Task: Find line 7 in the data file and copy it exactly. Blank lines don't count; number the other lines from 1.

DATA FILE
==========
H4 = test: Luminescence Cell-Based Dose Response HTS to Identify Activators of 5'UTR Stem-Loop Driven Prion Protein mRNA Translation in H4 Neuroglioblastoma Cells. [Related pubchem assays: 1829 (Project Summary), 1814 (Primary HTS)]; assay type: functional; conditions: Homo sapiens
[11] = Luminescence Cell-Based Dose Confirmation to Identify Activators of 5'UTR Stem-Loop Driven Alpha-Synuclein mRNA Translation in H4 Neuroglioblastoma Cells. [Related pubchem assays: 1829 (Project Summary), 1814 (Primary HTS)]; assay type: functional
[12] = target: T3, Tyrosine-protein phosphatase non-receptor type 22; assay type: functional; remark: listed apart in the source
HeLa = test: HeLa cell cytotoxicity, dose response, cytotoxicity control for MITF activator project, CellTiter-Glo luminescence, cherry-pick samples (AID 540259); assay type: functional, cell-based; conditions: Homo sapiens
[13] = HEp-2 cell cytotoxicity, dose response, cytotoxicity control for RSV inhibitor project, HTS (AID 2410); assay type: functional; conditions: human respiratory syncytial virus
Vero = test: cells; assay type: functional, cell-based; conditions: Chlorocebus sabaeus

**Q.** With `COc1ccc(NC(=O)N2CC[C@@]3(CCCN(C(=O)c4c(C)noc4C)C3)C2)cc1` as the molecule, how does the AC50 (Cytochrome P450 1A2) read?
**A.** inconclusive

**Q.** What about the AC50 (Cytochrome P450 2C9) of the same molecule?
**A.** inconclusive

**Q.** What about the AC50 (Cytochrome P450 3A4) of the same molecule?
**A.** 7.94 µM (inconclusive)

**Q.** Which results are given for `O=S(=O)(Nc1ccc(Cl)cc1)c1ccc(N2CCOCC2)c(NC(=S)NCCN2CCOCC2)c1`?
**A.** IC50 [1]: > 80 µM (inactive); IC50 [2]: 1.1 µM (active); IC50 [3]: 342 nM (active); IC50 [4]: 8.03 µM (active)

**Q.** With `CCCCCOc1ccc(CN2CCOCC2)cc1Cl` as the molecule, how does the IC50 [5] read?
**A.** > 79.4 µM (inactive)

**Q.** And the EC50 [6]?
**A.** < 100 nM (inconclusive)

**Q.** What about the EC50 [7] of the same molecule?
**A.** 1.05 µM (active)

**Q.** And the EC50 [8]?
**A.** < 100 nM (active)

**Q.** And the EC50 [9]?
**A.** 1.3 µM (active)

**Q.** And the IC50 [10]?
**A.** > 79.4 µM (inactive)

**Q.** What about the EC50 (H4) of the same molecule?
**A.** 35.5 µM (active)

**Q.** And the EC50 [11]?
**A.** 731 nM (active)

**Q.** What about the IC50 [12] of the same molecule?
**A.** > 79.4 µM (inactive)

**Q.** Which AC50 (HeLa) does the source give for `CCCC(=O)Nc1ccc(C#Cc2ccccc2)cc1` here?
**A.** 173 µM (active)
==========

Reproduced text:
**Q.** With `COc1ccc(NC(=O)N2CC[C@@]3(CCCN(C(=O)c4c(C)noc4C)C3)C2)cc1` as the molecule, how does the AC50 (Cytochrome P450 1A2) read?